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An enhanced recovery protocol decreases complication rates in high-risk gynecologic oncology patients undergoing non-emergent laparotomy
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  1. Teresa K.L. Boitano1,
  2. Haller J. Smith1,
  3. Alexander C. Cohen2,
  4. Allison Todd2,
  5. Charles A. Leath III1 and
  6. J. Michael Straughn Jr.1
  1. 1 Division of Gynecologic Oncology, Obstetrics and Gynecology, University of Alabama at Birmingham HCOP, Birmingham, Alabama, USA
  2. 2 Obstetrics and Gynecology, University of Alabama at Birmingham, Birmingham, Alabama, USA
  1. Correspondence to Dr Teresa K.L. Boitano, Obstetrics and Gynecology, The University of Alabama at Birmingham, Birmingham, AL 35294-2172, USA; tlboitano{at}uabmc.edu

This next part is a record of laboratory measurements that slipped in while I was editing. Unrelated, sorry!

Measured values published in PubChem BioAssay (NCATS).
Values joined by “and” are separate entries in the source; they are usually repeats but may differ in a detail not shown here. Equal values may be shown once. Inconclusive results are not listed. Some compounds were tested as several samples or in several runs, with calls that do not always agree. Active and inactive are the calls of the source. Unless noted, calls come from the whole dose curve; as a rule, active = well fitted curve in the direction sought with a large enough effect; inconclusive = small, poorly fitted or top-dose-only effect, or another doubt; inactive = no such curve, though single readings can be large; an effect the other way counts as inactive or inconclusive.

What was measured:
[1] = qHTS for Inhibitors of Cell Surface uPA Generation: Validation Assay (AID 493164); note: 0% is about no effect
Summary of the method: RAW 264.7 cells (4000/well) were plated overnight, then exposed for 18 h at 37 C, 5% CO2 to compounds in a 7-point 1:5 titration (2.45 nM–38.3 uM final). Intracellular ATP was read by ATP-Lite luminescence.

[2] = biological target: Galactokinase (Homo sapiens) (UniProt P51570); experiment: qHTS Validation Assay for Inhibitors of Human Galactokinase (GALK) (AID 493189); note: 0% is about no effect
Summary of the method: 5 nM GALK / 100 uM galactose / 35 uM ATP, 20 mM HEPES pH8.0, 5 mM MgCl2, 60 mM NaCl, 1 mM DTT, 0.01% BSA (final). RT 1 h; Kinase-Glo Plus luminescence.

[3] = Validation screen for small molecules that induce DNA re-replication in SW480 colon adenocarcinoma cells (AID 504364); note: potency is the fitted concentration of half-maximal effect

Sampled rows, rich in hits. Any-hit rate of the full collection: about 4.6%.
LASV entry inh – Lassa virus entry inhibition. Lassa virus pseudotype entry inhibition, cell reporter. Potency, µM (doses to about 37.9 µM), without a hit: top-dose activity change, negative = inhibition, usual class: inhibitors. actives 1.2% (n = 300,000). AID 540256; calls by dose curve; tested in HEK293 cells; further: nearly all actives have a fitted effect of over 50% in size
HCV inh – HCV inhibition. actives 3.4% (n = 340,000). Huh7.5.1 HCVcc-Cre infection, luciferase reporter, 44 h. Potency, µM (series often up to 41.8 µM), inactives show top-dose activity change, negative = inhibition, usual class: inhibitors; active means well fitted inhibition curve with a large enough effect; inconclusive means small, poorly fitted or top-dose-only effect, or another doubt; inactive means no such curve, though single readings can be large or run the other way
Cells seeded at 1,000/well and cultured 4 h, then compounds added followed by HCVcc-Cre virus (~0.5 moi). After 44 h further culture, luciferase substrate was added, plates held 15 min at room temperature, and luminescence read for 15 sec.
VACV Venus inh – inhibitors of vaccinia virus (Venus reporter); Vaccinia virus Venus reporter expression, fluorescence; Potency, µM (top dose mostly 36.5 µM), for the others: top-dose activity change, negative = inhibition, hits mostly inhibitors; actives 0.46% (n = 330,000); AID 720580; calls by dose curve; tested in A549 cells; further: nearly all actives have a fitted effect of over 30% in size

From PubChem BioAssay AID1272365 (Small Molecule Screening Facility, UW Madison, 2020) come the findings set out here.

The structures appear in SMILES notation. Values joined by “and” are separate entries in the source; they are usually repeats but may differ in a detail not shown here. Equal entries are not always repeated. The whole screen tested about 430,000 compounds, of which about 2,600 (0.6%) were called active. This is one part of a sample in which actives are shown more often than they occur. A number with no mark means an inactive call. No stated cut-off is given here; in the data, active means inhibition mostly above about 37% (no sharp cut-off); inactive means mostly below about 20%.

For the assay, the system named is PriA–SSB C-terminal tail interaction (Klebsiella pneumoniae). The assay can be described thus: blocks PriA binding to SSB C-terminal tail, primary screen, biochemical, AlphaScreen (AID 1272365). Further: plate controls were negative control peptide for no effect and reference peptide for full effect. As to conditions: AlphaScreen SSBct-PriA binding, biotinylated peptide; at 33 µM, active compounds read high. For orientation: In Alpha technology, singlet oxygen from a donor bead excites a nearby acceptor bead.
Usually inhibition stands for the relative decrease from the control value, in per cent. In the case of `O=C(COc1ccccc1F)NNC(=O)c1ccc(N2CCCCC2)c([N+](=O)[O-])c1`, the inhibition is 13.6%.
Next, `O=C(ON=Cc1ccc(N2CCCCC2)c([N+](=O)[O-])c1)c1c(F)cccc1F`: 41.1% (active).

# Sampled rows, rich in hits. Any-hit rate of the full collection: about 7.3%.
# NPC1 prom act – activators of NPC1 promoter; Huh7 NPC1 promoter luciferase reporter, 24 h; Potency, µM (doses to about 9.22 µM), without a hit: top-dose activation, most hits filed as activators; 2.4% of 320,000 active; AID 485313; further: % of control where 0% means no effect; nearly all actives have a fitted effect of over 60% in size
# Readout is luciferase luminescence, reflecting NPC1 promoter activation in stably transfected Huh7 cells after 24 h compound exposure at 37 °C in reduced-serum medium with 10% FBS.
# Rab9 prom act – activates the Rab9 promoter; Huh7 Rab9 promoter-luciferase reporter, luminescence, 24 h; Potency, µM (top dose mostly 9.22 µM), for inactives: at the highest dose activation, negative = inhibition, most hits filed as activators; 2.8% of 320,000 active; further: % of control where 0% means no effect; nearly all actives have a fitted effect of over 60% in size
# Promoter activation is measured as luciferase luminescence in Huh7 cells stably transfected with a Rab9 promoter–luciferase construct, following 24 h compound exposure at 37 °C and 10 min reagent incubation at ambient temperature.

Abstract

Objective Enhanced recovery protocols are now established as the standard of care leading to improved perioperative outcomes and associated cost-benefits. The objective of this study was to evaluate the impact of an enhanced recovery program on complication rates in high-risk gynecologic oncology patients undergoing surgery.

Methods This retrospective cohort study included gynecologic oncology patients with pathology-proven malignancy undergoing non-emergent laparotomy from October 2016 to December 2018 managed on an enhanced recovery protocol, and a control group from October 2015 through September 2016 prior to enhanced recovery protocol implementation. The primary outcome was complication rates in a high-risk population pre- and post-enhanced recovery protocol. High-risk patients were defined as those with obesity (body mass index >30 kg/m2) and/or age ≥65 years. Analysis was performed using Statistical Package for Social Sciences (SPSS) v.24.